Early detected Minamata disease victims were the tip of a large iceberg
The Chisso Company began discharging contaminated wastewater into the sea at Minamata in 1932. Twenty-four years later, in 1956, some inhabitants were found with acute, severe, profound neurological disorders, including not only sensory disturbances but also walking, hearing and visual disturbances etc.
In 1959, Kumamoto University reported their suspicion that methylmercury poisoning, probably from ingesting contaminated fish, was the cause. The authorities completely mismanaged the subsequent follow-up and when the discharge from the factory had stopped in 1968, only about 100 victims had been officially recognised.
In 1977. without having enough medical and epidemiological research data, the authorities determined very high criteria for the recognition of the disease in victims. Any earlier attempts at collecting data by the authorities was mainly done on victims showing acute, severe symptoms. Not enough thought was given to the possibility that those victims were only the tip of an iceberg.
In 1991, still without any clinical or epidemiological studies as reference, the Central Pollution Council of the Ministry of the Environment stipulated that the period from methylmercury exposure to the onset of symptoms is normally supposed to be from one month to a year.
The delay in Japan’s methylmercury research is due to the central medical community’s neglect to collect, record and analyse data on people who have been exposed to methylmercury for decades. In the few earlier studies the importance of epidemiological research was almost always neglected.
After having examined thousands of residents and patients in and around Minamata we have come to a completely different conclusion.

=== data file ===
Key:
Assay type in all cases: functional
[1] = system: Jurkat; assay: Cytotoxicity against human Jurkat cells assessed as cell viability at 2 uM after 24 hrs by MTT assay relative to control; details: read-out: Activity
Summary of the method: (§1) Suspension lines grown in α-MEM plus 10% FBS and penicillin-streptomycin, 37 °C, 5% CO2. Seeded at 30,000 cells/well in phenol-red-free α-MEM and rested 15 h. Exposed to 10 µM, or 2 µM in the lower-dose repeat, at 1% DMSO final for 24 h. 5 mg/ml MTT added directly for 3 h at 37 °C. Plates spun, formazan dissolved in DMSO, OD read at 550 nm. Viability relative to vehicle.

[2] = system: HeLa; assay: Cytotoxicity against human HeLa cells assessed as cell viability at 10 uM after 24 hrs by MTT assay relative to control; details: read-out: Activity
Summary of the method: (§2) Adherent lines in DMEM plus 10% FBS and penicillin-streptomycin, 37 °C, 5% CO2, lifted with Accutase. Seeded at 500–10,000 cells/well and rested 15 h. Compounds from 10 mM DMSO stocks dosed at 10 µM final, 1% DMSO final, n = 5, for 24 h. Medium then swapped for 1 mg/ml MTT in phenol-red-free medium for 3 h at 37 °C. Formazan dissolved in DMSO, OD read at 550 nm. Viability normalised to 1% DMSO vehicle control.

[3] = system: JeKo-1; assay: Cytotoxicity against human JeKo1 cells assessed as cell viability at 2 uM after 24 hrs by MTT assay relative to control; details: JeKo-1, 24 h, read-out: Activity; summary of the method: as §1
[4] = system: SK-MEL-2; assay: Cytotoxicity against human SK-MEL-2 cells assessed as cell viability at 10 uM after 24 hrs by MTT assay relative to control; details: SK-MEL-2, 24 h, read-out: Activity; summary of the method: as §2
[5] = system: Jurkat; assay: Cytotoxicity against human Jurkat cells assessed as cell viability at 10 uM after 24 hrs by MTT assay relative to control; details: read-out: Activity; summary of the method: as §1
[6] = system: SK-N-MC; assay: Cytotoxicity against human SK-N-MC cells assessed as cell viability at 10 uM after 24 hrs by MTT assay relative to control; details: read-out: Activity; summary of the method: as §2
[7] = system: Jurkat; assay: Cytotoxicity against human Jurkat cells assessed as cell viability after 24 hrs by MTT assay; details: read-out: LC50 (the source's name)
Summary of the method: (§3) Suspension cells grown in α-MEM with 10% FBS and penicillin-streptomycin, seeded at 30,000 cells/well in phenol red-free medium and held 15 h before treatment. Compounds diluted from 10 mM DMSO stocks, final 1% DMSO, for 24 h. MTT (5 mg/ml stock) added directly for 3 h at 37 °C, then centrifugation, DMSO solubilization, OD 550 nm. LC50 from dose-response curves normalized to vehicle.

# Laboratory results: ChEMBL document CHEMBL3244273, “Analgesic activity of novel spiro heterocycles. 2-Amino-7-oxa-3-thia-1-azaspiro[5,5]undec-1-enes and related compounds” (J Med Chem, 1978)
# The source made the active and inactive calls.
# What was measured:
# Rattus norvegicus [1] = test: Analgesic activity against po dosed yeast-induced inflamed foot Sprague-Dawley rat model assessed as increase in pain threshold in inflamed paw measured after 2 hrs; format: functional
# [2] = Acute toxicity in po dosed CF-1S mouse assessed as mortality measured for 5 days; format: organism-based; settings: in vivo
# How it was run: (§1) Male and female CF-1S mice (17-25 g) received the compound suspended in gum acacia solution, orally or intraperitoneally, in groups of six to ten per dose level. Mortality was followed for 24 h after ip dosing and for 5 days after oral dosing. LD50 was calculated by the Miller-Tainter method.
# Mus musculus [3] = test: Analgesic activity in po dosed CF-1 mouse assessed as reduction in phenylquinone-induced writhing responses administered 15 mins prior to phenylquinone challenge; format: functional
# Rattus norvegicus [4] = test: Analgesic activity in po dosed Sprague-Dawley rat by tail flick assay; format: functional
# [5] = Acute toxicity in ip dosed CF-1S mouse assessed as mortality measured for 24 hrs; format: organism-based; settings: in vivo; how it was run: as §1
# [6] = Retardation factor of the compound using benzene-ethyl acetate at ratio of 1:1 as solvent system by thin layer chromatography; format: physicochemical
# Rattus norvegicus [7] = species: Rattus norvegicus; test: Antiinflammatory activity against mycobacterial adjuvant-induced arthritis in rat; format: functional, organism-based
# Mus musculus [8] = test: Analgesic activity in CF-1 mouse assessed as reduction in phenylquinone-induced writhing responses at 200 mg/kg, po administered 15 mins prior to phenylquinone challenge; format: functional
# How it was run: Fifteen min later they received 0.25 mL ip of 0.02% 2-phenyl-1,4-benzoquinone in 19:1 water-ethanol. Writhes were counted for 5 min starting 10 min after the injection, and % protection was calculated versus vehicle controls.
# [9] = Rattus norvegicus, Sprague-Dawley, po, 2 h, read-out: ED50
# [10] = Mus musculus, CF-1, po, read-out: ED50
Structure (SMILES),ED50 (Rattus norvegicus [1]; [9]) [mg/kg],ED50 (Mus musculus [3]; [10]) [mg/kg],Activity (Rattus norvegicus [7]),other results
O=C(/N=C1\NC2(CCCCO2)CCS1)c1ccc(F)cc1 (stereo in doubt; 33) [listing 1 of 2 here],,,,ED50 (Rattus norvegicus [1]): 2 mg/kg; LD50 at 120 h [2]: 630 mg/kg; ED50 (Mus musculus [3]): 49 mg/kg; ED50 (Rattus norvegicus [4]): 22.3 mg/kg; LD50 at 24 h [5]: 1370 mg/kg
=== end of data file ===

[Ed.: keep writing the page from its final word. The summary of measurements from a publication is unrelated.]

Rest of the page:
In 2009, my group and I studied 973 residents who lived in or had lived in the polluted area. Using a questionnaire to collect information on the “time of onset” of the first and subsequent symptoms, we showed that 65% of the subjects experienced their first symptoms after 1968, the year when methylmercury discharge was stopped. It is difficult to determine at which time, after methylmercury exposure, a person can be judged safe from late developing symptoms. As you can see, after the first symptom appeared, muscle cramps, four-limb numbness, tendency to stumble, difficulty in finding finger tasks and limited peripheral vision appeared over a period of time (Fig. 1).
We found that methylmercury poisoning causes various mild to severe symptoms. Methylmercury poisoning targets the central nervous system and brain. Also, we must take into account the fact that brain tissue has the ability to reconstruct parts of the neuron network as well as remove cells partially damaged by methylmercury. This plasticity of the brain can account for the fluctuations seen in the severity of patients’ symptoms. We must also take into account that when the concentration of methylmercury is low it might cause a decrease in the functions of nerve cells without actually killing them.
Finally, we must allow for the deterioration that takes place later in the brains of victims including, for example, those due to old age.
The frequency and amount of fish eaten by individuals around Minamata can affect the severity and time of appearance of various symptoms. A person eating fish less than once week is likely to take longer to show the first symptoms than a person eating fish three times a day (Fig. 2). Animal experiments have previously corroborated this phenomenon.
Much more work is needed on the epidemiological study of the late onset of the first symptoms of methylmercury poisoning, in order to be able to identify the health effects and to understand the toxicological effects of methylmercury poisoning.
Kyoritsu Neurology & Rehabilitaion Clinic
2-2-28 Sakurai-cho, Minamata 867-0045, Japan
Survey of the Extent of the Persisting Effects of Methylmercury Pollution on the Inhabitants around the Shiranui Sea, Japan.
Takaoka S, Fujino T, Kawakami Y, Shigeoka SI, Yorifuji T
Toxics. 2018 Jul 20